The U.N. Security Council on Wednesday lifted sanctions that prohibited Iraq from pursuing a civilian nuclear program, in a symbolic step to restore the country to the international standing it held before Saddam Hussein's 1990 invasion of Kuwait.
"This is a big announcement. A new day for Iraq," a State Department official told FoxNews.com.
Iraq's constitution bars the country from acquiring weapons of mass destruction and the country is a party to the main nuclear, chemical, biological and missile treaties. The resolution, adopted unanimously, also lifted sanctions that barred Iraq from acquiring nuclear, chemical or biological weapons and long-range missiles.
"What this basically is a recognition by the international community of the efforts and progress that has been made in Iraq up to this point to rejoin the international community and their commitment to living within the guidelines of the international community," the official said.
The official noted that sanctions have been in place since Saddam Hussein's invasion of Kuwait in 1990.
"The Iraq of today is a very different place of the Iraq of that time," the official said. "This is acknowledgement of that fact."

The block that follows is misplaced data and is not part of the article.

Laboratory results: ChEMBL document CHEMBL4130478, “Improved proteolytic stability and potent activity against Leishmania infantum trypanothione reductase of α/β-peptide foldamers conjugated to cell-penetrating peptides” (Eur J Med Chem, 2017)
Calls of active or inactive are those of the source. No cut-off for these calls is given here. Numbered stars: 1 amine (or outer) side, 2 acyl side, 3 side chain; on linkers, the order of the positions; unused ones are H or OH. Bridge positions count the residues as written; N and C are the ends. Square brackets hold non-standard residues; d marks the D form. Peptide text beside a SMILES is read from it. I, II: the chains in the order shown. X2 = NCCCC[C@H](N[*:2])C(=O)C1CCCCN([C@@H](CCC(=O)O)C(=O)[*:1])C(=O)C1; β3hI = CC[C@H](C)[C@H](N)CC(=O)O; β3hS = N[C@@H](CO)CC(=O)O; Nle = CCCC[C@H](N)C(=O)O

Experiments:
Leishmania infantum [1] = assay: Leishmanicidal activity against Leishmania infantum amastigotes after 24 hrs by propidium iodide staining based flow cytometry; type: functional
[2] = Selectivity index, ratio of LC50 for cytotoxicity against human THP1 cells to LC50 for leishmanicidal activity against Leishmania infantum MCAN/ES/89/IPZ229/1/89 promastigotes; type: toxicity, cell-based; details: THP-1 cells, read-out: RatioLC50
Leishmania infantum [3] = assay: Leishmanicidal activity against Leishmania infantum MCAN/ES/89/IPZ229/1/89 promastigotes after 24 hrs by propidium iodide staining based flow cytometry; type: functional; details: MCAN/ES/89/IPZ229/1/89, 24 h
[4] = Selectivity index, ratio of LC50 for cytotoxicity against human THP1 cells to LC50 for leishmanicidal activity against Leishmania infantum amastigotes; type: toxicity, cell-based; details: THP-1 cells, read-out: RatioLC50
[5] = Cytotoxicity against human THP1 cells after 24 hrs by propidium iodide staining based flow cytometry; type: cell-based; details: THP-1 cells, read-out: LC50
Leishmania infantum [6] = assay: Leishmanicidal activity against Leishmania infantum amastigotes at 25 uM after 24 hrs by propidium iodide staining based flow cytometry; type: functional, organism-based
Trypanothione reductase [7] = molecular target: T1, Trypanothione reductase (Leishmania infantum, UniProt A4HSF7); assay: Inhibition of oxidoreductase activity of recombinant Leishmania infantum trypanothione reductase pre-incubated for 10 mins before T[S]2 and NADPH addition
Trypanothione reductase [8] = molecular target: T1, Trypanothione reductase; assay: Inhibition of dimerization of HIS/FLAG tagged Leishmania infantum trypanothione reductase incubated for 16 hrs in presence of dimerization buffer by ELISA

The council also voted to return control of Iraq's oil and natural gas revenue to the government on June 30, 2011, and to terminate all remaining activities of the oil-for-food program which ran from 1996-2003 and helped ordinary Iraqis cope with sanctions.
The U.N.'s most powerful body voted a day after a deadlock on forming a new Iraqi government ended and a year before the United States is scheduled to pull its last troops out of the country.
The council said it recognized "the positive developments in Iraq and that the situation now ... is significantly different from that which existed" after Saddam's 1990 invasion of Kuwait. It also recognized "the importance of Iraq achieving international standing equal to that which it held" prior to the invasion.
Iraq's Foreign Minister Hoshyar Zebari said Wednesday's meeting of the Security Council was "a historic session" since it ends an international embargo imposed on Iraq because of the wars started by Saddam's regime.
Before the vote, Zebari called the lifting of the sanctions "the biggest political accomplishment for Iraq."
"I can say that the session today is the beginning of the end," Zebari told the AP in a phone interview ahead of Wednesday's meeting. "Today Iraq will be liberated from all sanctions caused by wars and misdeeds of the former regime."
The Associated Press contributed to this report.